heads.jpg

Well Spent

Thoughts on personal finance and other important matters

Karyn McCormack Amey Stone
BUSINESS DIRECTORY
Find local experts in:

« Bank Account Hijacking | Main | Joe's thoughts on Iraq and Bank-Account Hijacking »

January 31, 2005

Democracy in Iraq and the market

Amey Stone

When stocks began their steep slide in mid-January, I identified the pending Iraq elections as one reason investors were selling. This morning's sharp rise in stock prices following Sunday's apparently successful day at the polls, seems to confirm that theory.

Of course, today's market has also been helped by merger mania and a new dip in oil prices. But at least one stock strategist is in agreement with me that Democracy in Iraq (at least I hope that's what we now have) is bullish for stocks.

In a January 31 email, Ed Yardeni, now chief investment strategist at fund company Oak Associates (formerly he was with Prudential), wrote that "the triumph of Democracy over Tyranny in Iraq, as evidenced by Sunday's election," could be bullish for stocks, mainly because, "it could transform the Middle East in a very positive way."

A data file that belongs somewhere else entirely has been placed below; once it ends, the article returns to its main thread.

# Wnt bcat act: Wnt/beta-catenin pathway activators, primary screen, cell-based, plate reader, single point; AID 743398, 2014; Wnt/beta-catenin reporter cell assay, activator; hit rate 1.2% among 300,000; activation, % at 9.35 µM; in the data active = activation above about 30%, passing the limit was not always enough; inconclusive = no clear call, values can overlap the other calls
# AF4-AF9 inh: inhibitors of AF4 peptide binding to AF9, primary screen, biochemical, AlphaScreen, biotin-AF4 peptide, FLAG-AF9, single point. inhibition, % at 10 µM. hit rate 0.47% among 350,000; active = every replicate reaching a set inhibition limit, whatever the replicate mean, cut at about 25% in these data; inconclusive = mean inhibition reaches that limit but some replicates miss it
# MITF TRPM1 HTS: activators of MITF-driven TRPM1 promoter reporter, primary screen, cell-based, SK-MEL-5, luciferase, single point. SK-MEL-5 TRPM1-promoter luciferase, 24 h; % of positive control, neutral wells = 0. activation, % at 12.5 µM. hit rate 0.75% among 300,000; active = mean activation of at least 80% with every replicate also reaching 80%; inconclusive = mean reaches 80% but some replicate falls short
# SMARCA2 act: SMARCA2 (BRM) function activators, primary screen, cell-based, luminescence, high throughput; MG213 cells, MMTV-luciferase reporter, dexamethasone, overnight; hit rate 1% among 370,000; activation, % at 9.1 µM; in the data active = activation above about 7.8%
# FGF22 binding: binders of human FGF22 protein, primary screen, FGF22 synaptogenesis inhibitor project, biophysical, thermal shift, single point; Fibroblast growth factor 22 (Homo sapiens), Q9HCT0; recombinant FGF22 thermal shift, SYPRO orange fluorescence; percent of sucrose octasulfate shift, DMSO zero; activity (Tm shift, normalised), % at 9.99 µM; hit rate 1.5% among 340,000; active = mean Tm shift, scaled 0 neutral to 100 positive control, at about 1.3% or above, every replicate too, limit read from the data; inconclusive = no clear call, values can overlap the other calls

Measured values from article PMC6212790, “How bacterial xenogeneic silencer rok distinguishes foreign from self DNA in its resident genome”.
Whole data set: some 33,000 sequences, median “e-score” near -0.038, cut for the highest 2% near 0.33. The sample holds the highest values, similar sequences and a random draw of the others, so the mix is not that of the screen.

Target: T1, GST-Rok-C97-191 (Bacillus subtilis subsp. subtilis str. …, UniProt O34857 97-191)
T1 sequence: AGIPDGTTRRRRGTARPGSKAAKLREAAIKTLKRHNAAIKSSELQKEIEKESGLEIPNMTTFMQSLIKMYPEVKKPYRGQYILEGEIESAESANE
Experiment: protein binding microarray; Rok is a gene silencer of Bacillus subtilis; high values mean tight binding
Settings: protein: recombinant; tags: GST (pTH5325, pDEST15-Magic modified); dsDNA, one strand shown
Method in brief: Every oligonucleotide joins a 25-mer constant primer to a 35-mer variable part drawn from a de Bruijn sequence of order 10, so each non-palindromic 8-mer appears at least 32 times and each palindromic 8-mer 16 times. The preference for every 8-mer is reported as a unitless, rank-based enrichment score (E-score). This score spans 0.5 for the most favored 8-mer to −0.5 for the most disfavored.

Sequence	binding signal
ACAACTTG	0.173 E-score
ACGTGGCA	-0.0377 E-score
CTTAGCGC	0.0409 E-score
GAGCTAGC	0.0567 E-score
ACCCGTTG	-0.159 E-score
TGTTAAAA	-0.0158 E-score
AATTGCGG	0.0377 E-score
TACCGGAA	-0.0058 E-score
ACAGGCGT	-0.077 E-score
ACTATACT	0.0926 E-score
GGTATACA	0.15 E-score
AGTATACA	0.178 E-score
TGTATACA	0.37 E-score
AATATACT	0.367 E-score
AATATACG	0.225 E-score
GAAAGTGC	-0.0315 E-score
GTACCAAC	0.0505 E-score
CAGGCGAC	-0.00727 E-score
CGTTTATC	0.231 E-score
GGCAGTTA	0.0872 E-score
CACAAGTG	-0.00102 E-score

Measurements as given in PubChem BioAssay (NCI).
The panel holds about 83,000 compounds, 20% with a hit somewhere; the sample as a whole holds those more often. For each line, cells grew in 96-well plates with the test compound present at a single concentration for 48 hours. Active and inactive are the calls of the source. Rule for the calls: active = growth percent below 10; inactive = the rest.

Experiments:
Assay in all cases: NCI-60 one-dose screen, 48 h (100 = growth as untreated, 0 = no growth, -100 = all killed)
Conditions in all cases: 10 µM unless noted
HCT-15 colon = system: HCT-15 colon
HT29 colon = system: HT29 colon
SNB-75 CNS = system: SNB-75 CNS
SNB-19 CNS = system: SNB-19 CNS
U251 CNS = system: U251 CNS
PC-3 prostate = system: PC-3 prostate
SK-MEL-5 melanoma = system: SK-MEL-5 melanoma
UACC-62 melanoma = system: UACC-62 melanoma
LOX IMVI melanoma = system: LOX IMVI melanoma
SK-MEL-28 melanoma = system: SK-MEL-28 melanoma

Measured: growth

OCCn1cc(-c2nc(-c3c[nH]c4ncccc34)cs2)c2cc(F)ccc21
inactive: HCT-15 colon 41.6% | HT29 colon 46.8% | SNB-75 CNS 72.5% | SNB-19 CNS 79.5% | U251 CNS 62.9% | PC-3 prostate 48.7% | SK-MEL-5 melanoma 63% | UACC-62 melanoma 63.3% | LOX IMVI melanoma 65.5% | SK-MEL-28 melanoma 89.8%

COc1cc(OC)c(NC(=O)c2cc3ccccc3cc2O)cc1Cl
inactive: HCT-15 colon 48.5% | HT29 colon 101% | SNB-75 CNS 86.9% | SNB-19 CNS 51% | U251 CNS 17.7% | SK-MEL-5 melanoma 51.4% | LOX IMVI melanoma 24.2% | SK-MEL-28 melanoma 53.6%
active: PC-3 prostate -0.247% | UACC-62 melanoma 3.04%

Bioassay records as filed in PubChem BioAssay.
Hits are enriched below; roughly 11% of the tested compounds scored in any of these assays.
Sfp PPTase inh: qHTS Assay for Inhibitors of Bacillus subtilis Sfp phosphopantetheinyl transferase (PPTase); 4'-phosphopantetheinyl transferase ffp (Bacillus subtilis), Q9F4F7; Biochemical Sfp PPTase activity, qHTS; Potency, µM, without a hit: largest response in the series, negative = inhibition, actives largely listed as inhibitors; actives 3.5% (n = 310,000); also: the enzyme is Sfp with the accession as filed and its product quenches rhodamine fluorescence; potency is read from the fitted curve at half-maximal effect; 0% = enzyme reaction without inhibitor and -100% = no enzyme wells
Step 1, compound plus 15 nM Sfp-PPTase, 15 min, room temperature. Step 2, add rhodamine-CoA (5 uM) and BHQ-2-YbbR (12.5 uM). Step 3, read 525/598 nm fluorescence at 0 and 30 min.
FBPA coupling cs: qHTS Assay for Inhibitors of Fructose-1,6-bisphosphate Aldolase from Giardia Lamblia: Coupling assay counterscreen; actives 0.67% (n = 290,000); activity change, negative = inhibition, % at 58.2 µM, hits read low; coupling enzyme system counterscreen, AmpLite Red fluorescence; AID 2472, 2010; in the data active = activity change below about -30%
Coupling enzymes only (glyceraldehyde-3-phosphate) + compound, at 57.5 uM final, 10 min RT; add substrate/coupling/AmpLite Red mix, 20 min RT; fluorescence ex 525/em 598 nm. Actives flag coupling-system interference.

As positive signs, he notes that there seems to have been more dancing in the streets in Iraq on Sunday than there was when Saddam was first ousted and points to Iraqis "courageous turnout," including daring to bring their children to the polls to witness the historic event.

I agree with Yardeni when he writes, "The loss of lives, along with the suffering of the injured, has been a very high price to pay for what has been accomplished so far, but the elections certainly give us reason to hope that a major corner has been turned toward creating a civil society in Iraq."

If that isn't enough reason for investors to cheer, he also writes that he expects the U.S.'s three-year $300 billion Iraq price tag to quickly decrease in the coming years and Iraqi rebuilding, financed with the country's own oil revenues, to spur the global economy.

Today is a good day for optimism about the potential for peace in the Middle East. Let's hope we have more reasons for optimism in the months to come.

12:37 PM


Trackback Pings

TrackBack URL for this entry:
http://blogs.businessweek.com/mt/mt-tb.cgi/

Comments

Post a comment






 


Copyright 2000-2009, Bloomberg L.P.
Terms of Use   Privacy Notice